6 Antinutrients in Food: Should You Avoid Them?

6 Antinutrients in Food: Should You Avoid Them?

6 Antinutrients in Food: Should You Avoid Them?

Are Antinutrients Real?

Antinutrients certainly sound like trouble. Nutrients are good for us, so why would anyone eat their opposites?

Yet these plant chemicals—yes, they’re real—are widely misunderstood. While they can cause problems under certain conditions, they can also be a normal part of a healthy diet, at least in moderate amounts.

“By and large, antinutrients aren’t a huge problem for most people,” says Abbey Sharp, a Toronto-based nutritionist. “If you eat a balanced and varied diet, the effects of antinutrients are not a big problem.”

Here’s a closer look at what antinutrients are, where they come from, and how they affect us.

What are antinutrients?

As the name suggests, antinutrients can block the body’s absorption of nutrients. They represent a small group of phytochemicals produced by a wide variety of plants, often as a defense against bacterial infection or herbivores.

Although antinutrients are able to block nutrient absorption, experts generally agree that they pose little danger — at least based on how most people eat the plants that produce them.

You may get more antinutrients than you expected when your diet revolves around a select handful of foods. Eating a balanced diet can help you avoid this.

“As long as we keep a balance and variety, for the most part, these antinutrient claims won’t be of concern because we’re not going to get a huge amount at any point,” says Jennifer Hanes, a registered dietitian in Lewisville, Texas.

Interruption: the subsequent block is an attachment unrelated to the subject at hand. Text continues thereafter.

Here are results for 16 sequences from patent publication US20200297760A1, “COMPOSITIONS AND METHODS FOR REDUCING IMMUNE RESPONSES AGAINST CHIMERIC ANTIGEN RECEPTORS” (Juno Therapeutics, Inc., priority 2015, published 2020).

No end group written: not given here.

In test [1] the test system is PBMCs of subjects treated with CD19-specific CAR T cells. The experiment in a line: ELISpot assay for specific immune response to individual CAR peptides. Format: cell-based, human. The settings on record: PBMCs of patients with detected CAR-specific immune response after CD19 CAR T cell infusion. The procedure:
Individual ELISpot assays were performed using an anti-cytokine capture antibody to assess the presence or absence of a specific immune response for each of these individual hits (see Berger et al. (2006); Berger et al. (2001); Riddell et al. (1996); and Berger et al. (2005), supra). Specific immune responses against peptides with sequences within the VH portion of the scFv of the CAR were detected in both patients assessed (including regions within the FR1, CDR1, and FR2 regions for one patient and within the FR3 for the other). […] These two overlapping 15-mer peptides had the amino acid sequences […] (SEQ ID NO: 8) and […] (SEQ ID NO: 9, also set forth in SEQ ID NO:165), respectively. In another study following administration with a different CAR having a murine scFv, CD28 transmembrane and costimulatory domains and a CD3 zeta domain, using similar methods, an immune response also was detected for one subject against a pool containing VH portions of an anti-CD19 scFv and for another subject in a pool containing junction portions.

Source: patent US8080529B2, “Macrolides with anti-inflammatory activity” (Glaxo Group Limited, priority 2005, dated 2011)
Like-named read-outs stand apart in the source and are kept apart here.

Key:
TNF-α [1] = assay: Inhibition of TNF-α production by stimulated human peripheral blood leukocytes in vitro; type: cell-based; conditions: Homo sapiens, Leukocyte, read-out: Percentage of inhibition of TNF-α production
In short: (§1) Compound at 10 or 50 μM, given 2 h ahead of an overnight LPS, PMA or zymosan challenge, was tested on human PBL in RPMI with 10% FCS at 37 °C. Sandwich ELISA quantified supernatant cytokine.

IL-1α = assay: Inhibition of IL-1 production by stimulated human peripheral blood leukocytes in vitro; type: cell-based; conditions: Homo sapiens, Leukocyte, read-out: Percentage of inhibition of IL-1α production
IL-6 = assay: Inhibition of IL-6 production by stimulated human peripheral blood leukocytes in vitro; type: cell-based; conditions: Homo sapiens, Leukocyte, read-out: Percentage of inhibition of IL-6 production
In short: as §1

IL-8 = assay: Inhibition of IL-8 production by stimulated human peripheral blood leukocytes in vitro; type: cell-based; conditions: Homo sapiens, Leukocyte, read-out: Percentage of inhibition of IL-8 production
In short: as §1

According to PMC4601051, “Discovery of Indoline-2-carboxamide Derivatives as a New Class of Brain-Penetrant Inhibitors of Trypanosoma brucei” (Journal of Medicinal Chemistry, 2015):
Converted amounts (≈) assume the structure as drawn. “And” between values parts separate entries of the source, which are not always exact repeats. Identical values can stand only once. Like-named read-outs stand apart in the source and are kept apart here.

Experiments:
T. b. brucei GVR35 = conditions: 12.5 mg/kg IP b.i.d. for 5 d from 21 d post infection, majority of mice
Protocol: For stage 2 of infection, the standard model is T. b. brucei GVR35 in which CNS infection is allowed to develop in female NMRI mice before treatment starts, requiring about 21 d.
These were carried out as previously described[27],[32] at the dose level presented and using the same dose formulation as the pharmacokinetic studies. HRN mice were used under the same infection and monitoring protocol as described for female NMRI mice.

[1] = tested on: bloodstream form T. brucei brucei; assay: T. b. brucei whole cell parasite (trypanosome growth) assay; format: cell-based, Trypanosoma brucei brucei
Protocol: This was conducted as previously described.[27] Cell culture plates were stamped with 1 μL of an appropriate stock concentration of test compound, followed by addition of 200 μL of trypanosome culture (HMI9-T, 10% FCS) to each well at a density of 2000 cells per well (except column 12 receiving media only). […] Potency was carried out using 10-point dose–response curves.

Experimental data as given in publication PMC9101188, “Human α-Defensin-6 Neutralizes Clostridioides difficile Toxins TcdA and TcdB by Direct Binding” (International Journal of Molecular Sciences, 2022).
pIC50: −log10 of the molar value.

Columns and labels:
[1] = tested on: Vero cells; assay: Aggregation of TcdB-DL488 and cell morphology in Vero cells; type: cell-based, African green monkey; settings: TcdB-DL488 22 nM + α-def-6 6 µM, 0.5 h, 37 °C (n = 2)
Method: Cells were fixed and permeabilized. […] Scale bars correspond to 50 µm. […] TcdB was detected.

Anti-antinutrient attitudes

Humans have grappled with antinutrients for millennia by soaking, boiling, sprouting, or otherwise altering certain plants before eating them.

Heating and boiling seem to be the key to neutralizing the negative effects of certain antinutrients. And some antinutrients may even have therapeutic properties in addition to the well-known health benefits offered by vegetables in general.

Recent concerns about antinutrients seem largely to stem from fad diets, Hanes says, casting undue doubts about the health value of some vegetables.

“They rely on you not to read anything other than what they tell you,” she says.

That’s not to say antinutrients are harmless. According to a 2020, when consumed in larger amounts as part of a diet or consumed alone, they can adversely affect bodily functions nutrient to learn.

Some people, like those with certain health conditions, might be more susceptible to these adverse effects for a variety of reasons, the researchers wrote. But these circumstances are not typical, they noted, and they carry important caveats:

“These compounds are rarely ingested in their isolated form as we know how these foods are traditionally consumed,” the researchers wrote. That means the meals you prepare usually contain more than one food.

“Plant-based diets that contain these compounds also contain thousands of other compounds in the food matrix, many of which counteract the potential effects of the ‘anti-nutrients,'” they added.

In other words, compounds in your food can block the antinutrients that block the nutrients. (still confused?)

Market vegetables and bunch of carrots

Enrique Diaz / 7cero / Getty Images

Important antinutrient groups

Here are some of the key antinutrient groups found in beans, grains, and vegetables — and what you should know about them.

glucosinolates

Produced by plants in the Brassicaceae Family, glucosinolates are a large group of phytochemicals found in cruciferous vegetables such as broccoli, collards, kale, mustard, and horseradish.

While the exact function of glucosinolates in plants remains unclear, the pungent taste of isothiocyanates — small molecules formed from glucosinolate precursors — may provide a defense against bacteria or leaf-eating insects like caterpillars.

Glucosinolates are goitrogens, or naturally occurring substances that can disrupt the thyroid gland, making it harder for the gland to make thyroid hormone.

However, goitrogen levels vary widely by plant species, and many popular foods, including broccoli and Brussels sprouts, contain levels of glucosinolate that are too low to have a physiological effect and may even provide benefits.